Moore’s Law, first proposed by Gordon Moore, co-founder of Fairchild Semiconductors and Intel, in 1965, stated that the number of transistors in a chip would double every year. However, by the 1970s, Moore revised the observation, predicting that the number of transistors would actually double every other year. Intel’s current CEO, Pat Gelsinger, now believes that we can expect the number of transistors in a chip to double every three years.
The transistor count in a chip is crucial for its power and energy efficiency. For example, the A13 Bionic chip used in the 2019 iPhone 11 series featured 8.5 billion transistors, while the 3nm A17 Pro SoC used in the iPhone 15 Pro and iPhone 15 Pro Max boasts 19 billion transistors, offering significant improvements in performance and power consumption.
During a talk at the Manufacturing@MIT symposium, Gelsinger declared that Moore’s Law is “alive and well.” He also mentioned that Intel could potentially surpass the pace of Moore’s Law until 2031. Intel is expected to lead in process technology with its A18 (1.8nm) process node in 2025, overtaking TSMC and Samsung Foundry’s 2nm node for the same year.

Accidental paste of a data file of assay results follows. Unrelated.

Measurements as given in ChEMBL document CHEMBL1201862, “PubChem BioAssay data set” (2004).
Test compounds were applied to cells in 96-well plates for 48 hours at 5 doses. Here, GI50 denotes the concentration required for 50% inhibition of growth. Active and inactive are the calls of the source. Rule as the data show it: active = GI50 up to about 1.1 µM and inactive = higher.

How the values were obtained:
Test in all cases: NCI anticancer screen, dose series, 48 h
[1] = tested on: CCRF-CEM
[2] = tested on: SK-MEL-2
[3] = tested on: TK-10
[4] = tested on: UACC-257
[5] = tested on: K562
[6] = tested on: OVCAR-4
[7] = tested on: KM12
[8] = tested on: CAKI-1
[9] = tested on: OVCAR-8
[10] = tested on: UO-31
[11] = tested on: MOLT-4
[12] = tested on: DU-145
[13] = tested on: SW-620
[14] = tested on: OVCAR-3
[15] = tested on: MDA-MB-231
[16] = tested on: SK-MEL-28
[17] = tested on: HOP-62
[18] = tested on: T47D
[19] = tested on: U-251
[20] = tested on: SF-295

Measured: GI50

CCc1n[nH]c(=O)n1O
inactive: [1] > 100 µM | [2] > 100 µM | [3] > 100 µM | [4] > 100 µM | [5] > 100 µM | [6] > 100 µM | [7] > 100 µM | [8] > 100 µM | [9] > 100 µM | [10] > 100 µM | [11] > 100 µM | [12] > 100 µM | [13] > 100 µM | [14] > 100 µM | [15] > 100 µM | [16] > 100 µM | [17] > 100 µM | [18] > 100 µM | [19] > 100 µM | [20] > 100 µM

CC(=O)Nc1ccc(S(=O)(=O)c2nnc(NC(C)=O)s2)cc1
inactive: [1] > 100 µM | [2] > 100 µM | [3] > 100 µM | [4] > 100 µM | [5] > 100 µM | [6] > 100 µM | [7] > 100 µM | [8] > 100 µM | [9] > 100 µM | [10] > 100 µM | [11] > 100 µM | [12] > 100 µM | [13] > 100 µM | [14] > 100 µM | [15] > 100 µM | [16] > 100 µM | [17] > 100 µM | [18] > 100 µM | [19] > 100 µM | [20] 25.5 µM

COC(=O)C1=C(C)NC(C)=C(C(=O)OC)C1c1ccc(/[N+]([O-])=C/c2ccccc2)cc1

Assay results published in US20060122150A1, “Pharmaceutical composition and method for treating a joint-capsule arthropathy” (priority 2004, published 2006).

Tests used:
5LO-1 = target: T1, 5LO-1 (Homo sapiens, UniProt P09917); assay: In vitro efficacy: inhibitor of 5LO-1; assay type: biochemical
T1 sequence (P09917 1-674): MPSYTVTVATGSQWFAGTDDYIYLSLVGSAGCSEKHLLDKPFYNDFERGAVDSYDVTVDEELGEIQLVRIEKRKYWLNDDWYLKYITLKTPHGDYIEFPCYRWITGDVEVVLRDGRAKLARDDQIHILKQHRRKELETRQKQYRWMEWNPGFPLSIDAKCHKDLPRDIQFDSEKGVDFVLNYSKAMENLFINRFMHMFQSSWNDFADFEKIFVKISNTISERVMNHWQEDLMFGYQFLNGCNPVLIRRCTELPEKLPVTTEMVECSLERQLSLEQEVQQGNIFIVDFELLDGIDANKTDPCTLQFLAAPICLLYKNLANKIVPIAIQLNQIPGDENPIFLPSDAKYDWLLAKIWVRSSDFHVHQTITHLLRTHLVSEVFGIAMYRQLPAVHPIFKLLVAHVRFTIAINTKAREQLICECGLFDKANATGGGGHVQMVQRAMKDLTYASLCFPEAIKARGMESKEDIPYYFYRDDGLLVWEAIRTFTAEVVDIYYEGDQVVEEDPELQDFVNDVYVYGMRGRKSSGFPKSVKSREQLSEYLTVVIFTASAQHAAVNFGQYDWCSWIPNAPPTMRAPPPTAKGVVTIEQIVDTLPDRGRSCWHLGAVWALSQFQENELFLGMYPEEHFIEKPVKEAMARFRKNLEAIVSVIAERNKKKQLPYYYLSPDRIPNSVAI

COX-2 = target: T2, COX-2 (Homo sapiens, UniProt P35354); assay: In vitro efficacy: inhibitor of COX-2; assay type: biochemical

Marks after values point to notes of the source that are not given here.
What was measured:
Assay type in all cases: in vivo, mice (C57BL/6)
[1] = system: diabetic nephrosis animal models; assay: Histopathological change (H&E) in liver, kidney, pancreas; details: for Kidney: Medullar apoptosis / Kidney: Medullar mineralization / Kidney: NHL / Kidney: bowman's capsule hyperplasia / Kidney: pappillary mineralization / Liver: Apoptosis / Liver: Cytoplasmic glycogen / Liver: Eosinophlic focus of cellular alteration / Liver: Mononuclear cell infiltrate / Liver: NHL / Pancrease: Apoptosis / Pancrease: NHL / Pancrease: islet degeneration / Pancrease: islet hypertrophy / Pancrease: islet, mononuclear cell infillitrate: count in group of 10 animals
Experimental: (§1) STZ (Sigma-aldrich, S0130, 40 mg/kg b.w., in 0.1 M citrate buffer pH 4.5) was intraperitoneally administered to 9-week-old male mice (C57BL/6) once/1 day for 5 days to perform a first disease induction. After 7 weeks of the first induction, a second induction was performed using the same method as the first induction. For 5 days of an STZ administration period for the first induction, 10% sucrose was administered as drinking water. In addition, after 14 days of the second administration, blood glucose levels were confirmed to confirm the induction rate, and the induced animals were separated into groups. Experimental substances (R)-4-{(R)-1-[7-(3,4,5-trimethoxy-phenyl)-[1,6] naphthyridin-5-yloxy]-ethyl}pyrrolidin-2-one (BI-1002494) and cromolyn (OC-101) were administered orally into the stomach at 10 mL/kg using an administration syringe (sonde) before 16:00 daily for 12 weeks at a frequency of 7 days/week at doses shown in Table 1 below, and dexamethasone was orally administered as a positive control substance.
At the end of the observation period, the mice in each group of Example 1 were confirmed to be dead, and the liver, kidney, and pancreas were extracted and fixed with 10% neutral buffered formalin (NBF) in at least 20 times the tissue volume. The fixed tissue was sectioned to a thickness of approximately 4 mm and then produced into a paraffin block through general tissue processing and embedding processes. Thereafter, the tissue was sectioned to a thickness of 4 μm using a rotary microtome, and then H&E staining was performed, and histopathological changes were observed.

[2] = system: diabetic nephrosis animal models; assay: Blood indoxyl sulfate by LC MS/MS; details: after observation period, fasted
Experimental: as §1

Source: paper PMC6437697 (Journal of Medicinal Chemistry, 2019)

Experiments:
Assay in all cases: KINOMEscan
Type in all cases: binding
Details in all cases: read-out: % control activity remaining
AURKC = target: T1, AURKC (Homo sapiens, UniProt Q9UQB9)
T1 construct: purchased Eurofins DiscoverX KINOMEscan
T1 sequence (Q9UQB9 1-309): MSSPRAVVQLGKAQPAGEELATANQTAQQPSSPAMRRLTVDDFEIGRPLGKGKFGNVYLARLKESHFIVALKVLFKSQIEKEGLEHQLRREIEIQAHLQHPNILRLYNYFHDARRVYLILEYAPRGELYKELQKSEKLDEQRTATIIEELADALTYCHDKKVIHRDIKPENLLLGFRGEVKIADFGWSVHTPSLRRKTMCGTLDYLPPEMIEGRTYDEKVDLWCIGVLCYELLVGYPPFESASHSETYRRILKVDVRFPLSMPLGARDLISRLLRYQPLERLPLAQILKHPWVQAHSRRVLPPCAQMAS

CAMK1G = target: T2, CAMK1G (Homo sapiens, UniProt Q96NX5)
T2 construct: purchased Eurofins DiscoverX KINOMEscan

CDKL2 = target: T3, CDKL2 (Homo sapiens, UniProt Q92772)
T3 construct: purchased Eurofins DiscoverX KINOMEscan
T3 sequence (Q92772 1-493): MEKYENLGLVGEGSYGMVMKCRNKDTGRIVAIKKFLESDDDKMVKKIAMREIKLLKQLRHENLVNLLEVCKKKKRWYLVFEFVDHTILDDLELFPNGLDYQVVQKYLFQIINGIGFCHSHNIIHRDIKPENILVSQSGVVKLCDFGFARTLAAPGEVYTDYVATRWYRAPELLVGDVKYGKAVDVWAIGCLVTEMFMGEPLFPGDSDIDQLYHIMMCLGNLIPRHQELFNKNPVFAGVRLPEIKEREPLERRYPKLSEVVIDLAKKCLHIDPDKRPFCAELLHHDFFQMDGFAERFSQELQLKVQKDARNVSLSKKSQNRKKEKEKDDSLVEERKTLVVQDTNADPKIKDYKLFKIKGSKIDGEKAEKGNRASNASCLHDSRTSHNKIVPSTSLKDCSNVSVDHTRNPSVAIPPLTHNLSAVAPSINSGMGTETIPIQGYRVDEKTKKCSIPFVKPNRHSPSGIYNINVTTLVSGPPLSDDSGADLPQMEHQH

Gelsinger also introduced the concept of “Super Moore’s Law,” based on utilizing 2.5D and 3D chip packaging to increase transistor counts, also known as “Moore’s Law 2.0.” He anticipates that by 2030, Intel could create a chip with one trillion transistors, made possible by advancements in technology such as RibbonFET transistors and next-gen process nodes that will reduce the size of transistors. Furthermore, innovative techniques like PowerVIA power delivery and 3D chip stacking could contribute to achieving this milestone.
Gelsinger pointed out that the economics of the business have also evolved, noting that the cost of a modern fab has doubled from about $10 billion to $20 billion in recent years, reflecting a significant shift in the industry’s economic landscape.